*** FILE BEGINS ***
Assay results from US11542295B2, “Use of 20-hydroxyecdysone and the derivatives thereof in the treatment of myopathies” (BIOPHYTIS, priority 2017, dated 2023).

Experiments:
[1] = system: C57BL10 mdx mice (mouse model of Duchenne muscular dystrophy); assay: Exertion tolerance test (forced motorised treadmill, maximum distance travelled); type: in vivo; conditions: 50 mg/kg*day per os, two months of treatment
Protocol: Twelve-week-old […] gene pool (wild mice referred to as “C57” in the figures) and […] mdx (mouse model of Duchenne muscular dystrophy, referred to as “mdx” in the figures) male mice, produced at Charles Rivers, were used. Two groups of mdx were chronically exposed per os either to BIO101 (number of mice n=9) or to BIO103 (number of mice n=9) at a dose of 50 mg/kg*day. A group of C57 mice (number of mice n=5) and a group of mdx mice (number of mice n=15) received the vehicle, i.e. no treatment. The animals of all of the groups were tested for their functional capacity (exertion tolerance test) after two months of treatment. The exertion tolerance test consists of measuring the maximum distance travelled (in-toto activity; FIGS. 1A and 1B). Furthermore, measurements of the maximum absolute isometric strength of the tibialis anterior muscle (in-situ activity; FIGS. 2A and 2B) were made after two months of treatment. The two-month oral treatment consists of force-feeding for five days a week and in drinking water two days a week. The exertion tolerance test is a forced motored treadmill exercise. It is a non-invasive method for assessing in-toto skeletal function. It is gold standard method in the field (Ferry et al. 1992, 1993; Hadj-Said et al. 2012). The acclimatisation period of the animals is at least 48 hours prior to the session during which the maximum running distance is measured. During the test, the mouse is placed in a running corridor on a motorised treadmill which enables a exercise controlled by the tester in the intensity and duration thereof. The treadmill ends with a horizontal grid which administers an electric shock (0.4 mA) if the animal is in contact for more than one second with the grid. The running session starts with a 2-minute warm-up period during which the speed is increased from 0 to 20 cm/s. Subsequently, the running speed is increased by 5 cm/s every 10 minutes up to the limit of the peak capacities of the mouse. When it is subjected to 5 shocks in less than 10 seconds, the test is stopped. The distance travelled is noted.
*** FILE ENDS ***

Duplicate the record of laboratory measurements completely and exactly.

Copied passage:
Assay results from US11542295B2, “Use of 20-hydroxyecdysone and the derivatives thereof in the treatment of myopathies” (BIOPHYTIS, priority 2017, dated 2023).

Experiments:
[1] = system: C57BL10 mdx mice (mouse model of Duchenne muscular dystrophy); assay: Exertion tolerance test (forced motorised treadmill, maximum distance travelled); type: in vivo; conditions: 50 mg/kg*day per os, two months of treatment
Protocol: Twelve-week-old […] gene pool (wild mice referred to as “C57” in the figures) and […] mdx (mouse model of Duchenne muscular dystrophy, referred to as “mdx” in the figures) male mice, produced at Charles Rivers, were used. Two groups of mdx were chronically exposed per os either to BIO101 (number of mice n=9) or to BIO103 (number of mice n=9) at a dose of 50 mg/kg*day. A group of C57 mice (number of mice n=5) and a group of mdx mice (number of mice n=15) received the vehicle, i.e. no treatment. The animals of all of the groups were tested for their functional capacity (exertion tolerance test) after two months of treatment. The exertion tolerance test consists of measuring the maximum distance travelled (in-toto activity; FIGS. 1A and 1B). Furthermore, measurements of the maximum absolute isometric strength of the tibialis anterior muscle (in-situ activity; FIGS. 2A and 2B) were made after two months of treatment. The two-month oral treatment consists of force-feeding for five days a week and in drinking water two days a week. The exertion tolerance test is a forced motored treadmill exercise. It is a non-invasive method for assessing in-toto skeletal function. It is gold standard method in the field (Ferry et al. 1992, 1993; Hadj-Said et al. 2012). The acclimatisation period of the animals is at least 48 hours prior to the session during which the maximum running distance is measured. During the test, the mouse is placed in a running corridor on a motorised treadmill which enables a exercise controlled by the tester in the intensity and duration thereof. The treadmill ends with a horizontal grid which administers an electric shock (0.4 mA) if the animal is in contact for more than one second with the grid. The running session starts with a 2-minute warm-up period during which the speed is increased from 0 to 20 cm/s. Subsequently, the running speed is increased by 5 cm/s every 10 minutes up to the limit of the peak capacities of the mouse. When it is subjected to 5 shocks in less than 10 seconds, the test is stopped. The distance travelled is noted.